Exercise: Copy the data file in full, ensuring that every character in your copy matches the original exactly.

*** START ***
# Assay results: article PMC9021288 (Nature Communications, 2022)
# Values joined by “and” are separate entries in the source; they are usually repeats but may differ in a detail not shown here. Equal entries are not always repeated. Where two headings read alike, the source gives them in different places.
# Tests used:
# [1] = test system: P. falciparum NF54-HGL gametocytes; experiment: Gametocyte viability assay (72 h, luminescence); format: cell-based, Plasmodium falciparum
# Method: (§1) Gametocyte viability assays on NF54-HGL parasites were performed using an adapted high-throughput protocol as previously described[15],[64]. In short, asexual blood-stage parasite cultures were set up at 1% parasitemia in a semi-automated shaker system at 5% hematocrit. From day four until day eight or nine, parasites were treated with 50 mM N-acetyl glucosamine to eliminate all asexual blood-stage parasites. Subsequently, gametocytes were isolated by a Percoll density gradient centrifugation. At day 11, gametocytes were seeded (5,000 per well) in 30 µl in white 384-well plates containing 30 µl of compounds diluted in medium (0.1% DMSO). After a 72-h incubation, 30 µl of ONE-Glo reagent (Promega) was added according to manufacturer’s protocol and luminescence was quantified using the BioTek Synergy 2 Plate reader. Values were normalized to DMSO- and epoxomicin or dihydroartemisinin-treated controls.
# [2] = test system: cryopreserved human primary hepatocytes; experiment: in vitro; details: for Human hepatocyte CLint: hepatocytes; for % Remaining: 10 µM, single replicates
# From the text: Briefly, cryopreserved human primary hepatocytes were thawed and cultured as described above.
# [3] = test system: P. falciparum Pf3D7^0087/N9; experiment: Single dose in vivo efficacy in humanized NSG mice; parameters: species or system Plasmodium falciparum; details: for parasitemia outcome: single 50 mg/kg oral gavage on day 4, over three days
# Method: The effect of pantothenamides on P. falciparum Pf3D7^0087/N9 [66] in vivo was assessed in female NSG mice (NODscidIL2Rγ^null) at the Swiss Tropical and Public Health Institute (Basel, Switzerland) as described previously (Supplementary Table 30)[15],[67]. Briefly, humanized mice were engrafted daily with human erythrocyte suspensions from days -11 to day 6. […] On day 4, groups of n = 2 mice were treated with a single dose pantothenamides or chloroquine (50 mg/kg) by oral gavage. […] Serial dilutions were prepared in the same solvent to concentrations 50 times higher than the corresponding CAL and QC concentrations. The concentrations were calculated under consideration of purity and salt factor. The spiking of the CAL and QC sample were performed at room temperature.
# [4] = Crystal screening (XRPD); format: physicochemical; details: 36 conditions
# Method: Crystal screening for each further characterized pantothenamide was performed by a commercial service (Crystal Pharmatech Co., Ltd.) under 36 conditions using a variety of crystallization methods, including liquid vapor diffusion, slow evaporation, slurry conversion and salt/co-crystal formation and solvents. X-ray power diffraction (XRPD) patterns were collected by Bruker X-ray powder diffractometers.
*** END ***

# Assay results: article PMC9021288 (Nature Communications, 2022)
# Values joined by “and” are separate entries in the source; they are usually repeats but may differ in a detail not shown here. Equal entries are not always repeated. Where two headings read alike, the source gives them in different places.
# Tests used:
# [1] = test system: P. falciparum NF54-HGL gametocytes; experiment: Gametocyte viability assay (72 h, luminescence); format: cell-based, Plasmodium falciparum
# Method: (§1) Gametocyte viability assays on NF54-HGL parasites were performed using an adapted high-throughput protocol as previously described[15],[64]. In short, asexual blood-stage parasite cultures were set up at 1% parasitemia in a semi-automated shaker system at 5% hematocrit. From day four until day eight or nine, parasites were treated with 50 mM N-acetyl glucosamine to eliminate all asexual blood-stage parasites. Subsequently, gametocytes were isolated by a Percoll density gradient centrifugation. At day 11, gametocytes were seeded (5,000 per well) in 30 µl in white 384-well plates containing 30 µl of compounds diluted in medium (0.1% DMSO). After a 72-h incubation, 30 µl of ONE-Glo reagent (Promega) was added according to manufacturer’s protocol and luminescence was quantified using the BioTek Synergy 2 Plate reader. Values were normalized to DMSO- and epoxomicin or dihydroartemisinin-treated controls.
# [2] = test system: cryopreserved human primary hepatocytes; experiment: in vitro; details: for Human hepatocyte CLint: hepatocytes; for % Remaining: 10 µM, single replicates
# From the text: Briefly, cryopreserved human primary hepatocytes were thawed and cultured as described above.
# [3] = test system: P. falciparum Pf3D7^0087/N9; experiment: Single dose in vivo efficacy in humanized NSG mice; parameters: species or system Plasmodium falciparum; details: for parasitemia outcome: single 50 mg/kg oral gavage on day 4, over three days
# Method: The effect of pantothenamides on P. falciparum Pf3D7^0087/N9 [66] in vivo was assessed in female NSG mice (NODscidIL2Rγ^null) at the Swiss Tropical and Public Health Institute (Basel, Switzerland) as described previously (Supplementary Table 30)[15],[67]. Briefly, humanized mice were engrafted daily with human erythrocyte suspensions from days -11 to day 6. […] On day 4, groups of n = 2 mice were treated with a single dose pantothenamides or chloroquine (50 mg/kg) by oral gavage. […] Serial dilutions were prepared in the same solvent to concentrations 50 times higher than the corresponding CAL and QC concentrations. The concentrations were calculated under consideration of purity and salt factor. The spiking of the CAL and QC sample were performed at room temperature.
# [4] = Crystal screening (XRPD); format: physicochemical; details: 36 conditions
# Method: Crystal screening for each further characterized pantothenamide was performed by a commercial service (Crystal Pharmatech Co., Ltd.) under 36 conditions using a variety of crystallization methods, including liquid vapor diffusion, slow evaporation, slurry conversion and salt/co-crystal formation and solvents. X-ray power diffraction (XRPD) patterns were collected by Bruker X-ray powder diffractometers.